Tuesday’s primaries were just canapés before November’s main course. Florida’s general election will be headlined by perhaps the most watched gubernatorial race in the country, and one that could have implications beyond who is Florida’s chief executive.
Both parties saw candidates supported by their leadership largely cruise toward getting elected or at least securing nominations in competitive contests. Democratic Party infighting is likely to ease now that U.S. Rep. Charlie Crist has secured the nomination for governor and state Sen. Lauren Book came out ahead in one of the most toxic Florida legislative primaries.
GOP figures such as agriculture commissioner candidate Wilton Simpson, U.S. Rep. Byron Donalds and many others defeated primary opponents handily. Moreover, Republicans made inroads in local elections across the state, thanks in part to Gov. Ron DeSantis and former President Donald Trump, either one of whom could be their party’s Presidential nominee in 2024.
Now, here are five takeaways following this week’s primary election:
1) Crist needs national support in uphill battle against DeSantis
Crist thoroughly dominated Nikki Fried for the Democratic gubernatorial nomination, but he’ll need to replenish his campaign funds as he prepares to take on Gov. Ron DeSantis, a national conservative hero.
DeSantis is on track to break national gubernatorial fundraising records without self-financing, having amassed $165.6 million to date. Crist is sitting with $1.45 million across his campaign and political committee. Political experts now say Crist will have to focus on abortion and unpopular parts of DeSantis’ record to quickly raise money from national Democratic donors.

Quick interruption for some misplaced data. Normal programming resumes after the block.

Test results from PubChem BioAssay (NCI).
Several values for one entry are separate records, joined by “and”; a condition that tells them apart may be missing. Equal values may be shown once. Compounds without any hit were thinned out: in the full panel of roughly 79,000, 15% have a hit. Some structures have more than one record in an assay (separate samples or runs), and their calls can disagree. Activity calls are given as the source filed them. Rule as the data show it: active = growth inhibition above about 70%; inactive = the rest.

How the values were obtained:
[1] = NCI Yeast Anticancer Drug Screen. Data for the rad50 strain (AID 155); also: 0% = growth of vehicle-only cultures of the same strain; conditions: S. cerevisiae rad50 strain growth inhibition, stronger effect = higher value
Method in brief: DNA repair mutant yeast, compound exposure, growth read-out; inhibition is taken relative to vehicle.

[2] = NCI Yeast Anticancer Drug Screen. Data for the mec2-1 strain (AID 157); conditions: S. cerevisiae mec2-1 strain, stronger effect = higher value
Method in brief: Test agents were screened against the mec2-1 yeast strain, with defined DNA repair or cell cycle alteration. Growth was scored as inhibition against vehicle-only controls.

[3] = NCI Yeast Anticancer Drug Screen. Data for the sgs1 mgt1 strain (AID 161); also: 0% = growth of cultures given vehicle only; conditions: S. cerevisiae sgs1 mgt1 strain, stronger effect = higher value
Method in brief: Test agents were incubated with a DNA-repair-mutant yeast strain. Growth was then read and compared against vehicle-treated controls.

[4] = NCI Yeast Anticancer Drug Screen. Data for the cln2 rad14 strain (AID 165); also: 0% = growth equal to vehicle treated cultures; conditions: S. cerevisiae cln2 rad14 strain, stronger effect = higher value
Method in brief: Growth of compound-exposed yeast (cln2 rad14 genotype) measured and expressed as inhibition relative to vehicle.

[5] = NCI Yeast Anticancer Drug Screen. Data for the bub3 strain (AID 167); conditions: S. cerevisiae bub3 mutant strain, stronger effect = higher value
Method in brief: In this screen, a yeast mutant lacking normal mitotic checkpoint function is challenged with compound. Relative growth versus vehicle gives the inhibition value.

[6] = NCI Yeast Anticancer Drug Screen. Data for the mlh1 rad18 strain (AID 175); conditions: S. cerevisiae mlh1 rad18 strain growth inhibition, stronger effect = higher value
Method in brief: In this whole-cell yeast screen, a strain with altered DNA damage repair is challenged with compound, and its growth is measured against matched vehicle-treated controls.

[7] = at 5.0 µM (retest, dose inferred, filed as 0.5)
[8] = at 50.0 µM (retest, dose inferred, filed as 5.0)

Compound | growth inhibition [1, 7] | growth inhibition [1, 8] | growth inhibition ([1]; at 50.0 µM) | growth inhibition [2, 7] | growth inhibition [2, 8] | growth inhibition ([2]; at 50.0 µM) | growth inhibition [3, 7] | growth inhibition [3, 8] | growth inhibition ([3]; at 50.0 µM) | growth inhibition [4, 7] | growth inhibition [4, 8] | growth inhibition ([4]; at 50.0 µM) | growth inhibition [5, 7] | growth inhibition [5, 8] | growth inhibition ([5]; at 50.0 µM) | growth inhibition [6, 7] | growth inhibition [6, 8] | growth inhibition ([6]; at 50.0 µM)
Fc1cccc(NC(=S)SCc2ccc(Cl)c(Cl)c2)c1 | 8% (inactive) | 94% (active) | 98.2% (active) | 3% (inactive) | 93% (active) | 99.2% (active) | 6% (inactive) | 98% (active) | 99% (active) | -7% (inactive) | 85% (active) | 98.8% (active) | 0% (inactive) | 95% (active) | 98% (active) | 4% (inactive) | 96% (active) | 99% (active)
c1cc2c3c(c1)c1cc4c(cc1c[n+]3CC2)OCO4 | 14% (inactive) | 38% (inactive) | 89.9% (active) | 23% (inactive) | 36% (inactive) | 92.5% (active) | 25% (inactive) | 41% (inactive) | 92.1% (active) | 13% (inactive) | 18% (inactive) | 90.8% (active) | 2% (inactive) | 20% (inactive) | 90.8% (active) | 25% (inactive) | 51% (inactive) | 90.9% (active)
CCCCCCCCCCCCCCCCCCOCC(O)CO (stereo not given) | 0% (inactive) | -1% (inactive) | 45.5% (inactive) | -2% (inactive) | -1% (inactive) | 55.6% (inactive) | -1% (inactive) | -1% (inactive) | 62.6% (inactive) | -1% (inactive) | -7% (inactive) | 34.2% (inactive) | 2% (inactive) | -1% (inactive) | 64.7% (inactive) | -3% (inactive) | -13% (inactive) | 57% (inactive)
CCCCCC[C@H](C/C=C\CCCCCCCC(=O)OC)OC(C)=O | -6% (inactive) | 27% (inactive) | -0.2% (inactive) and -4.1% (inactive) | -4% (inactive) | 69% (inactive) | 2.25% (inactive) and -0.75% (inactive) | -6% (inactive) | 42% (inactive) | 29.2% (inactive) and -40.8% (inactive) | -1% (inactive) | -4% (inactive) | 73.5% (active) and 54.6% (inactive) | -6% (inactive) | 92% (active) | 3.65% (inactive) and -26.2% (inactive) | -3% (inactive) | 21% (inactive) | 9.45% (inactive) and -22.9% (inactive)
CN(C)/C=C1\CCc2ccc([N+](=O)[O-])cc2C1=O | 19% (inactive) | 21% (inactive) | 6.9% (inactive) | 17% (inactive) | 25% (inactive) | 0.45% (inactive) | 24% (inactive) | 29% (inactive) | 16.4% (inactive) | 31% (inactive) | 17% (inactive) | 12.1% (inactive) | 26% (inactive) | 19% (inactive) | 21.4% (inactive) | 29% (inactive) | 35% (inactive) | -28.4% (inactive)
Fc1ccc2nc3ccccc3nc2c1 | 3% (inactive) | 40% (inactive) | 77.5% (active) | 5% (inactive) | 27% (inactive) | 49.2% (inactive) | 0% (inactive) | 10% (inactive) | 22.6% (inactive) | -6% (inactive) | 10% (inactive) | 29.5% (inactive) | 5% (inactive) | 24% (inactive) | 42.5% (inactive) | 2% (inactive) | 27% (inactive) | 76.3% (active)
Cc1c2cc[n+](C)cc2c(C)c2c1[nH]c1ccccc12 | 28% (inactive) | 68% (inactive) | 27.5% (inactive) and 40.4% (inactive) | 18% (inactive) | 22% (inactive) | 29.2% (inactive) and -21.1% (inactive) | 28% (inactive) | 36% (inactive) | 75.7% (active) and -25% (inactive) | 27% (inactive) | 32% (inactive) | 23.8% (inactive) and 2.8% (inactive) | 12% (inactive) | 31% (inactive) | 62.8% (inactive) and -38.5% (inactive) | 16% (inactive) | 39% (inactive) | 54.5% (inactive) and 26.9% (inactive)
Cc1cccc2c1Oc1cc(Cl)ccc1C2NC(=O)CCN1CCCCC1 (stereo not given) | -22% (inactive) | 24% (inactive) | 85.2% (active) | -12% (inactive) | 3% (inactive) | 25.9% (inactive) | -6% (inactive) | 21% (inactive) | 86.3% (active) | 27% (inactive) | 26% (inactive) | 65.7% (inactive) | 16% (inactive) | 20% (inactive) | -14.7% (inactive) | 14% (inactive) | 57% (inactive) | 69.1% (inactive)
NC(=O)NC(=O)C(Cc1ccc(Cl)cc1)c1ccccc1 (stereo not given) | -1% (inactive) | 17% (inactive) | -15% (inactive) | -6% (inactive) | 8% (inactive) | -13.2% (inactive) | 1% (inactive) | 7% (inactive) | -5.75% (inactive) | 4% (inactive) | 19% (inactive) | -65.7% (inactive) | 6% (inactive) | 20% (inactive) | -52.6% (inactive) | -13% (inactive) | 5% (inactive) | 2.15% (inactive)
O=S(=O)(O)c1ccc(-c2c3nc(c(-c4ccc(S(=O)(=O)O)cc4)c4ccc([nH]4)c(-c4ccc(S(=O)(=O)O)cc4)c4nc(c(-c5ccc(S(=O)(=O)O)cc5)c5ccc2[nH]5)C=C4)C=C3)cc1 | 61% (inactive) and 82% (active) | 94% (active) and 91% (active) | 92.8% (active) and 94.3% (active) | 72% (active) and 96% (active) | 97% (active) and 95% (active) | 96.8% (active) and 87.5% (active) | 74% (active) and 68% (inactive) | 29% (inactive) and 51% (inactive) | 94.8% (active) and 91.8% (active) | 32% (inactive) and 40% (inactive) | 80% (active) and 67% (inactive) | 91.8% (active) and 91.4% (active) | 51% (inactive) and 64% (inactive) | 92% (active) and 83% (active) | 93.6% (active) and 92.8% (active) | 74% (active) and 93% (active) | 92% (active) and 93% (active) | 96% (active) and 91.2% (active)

“Crist will need to convince national Democratic donors that he has a chance to beat DeSantis – or that they need to at least try to politically damage DeSantis now before he officially starts to run for president,” University of Central Florida political-science professor Aubrey Jewett told the News Service of Florida.
Crist came out swinging the morning after clinching the nomination, appearing to make just that appeal to national Democrats. “He is on the battlefield of hate, and I am on the battlefield of love,” Crist said on MSNBC’s Morning Joe, one of several media appearances on Wednesday. “If he wants to run on hate and culture wars and dividing people, and making people hate each other, that's his turf. It's not mine. I'm on a different plane, I’m on a different turf, and it's what Floridians deserve.”
DeSantis and Florida Republicans have also unveiled one line of attack they are going to be using against Crist – comparing him to President Joe Biden, who lost Florida by more than three points in 2020. During a press gaggle following Tuesday’s Cabinet meeting and before results came in, DeSantis pinned both Crist and Fried to the commander-in-chief. “They’re basically running as an extension of Joe Biden, and I don’t think that is going to be something that is going to fly,” DeSantis said. Florida Republicans are making similar attacks, including unveiling a new ad to run state-wide that claims Crist would impose “Biden’s destructive policies on Florida.”
2) DeSantis, Trump pack a punch for GOP candidates
The support of the country’s two current largest Republican political figures made a difference for Florida Republicans in races across the Sunshine State, maintaining a MAGA hold on red congressional seats and making inroads on school boards.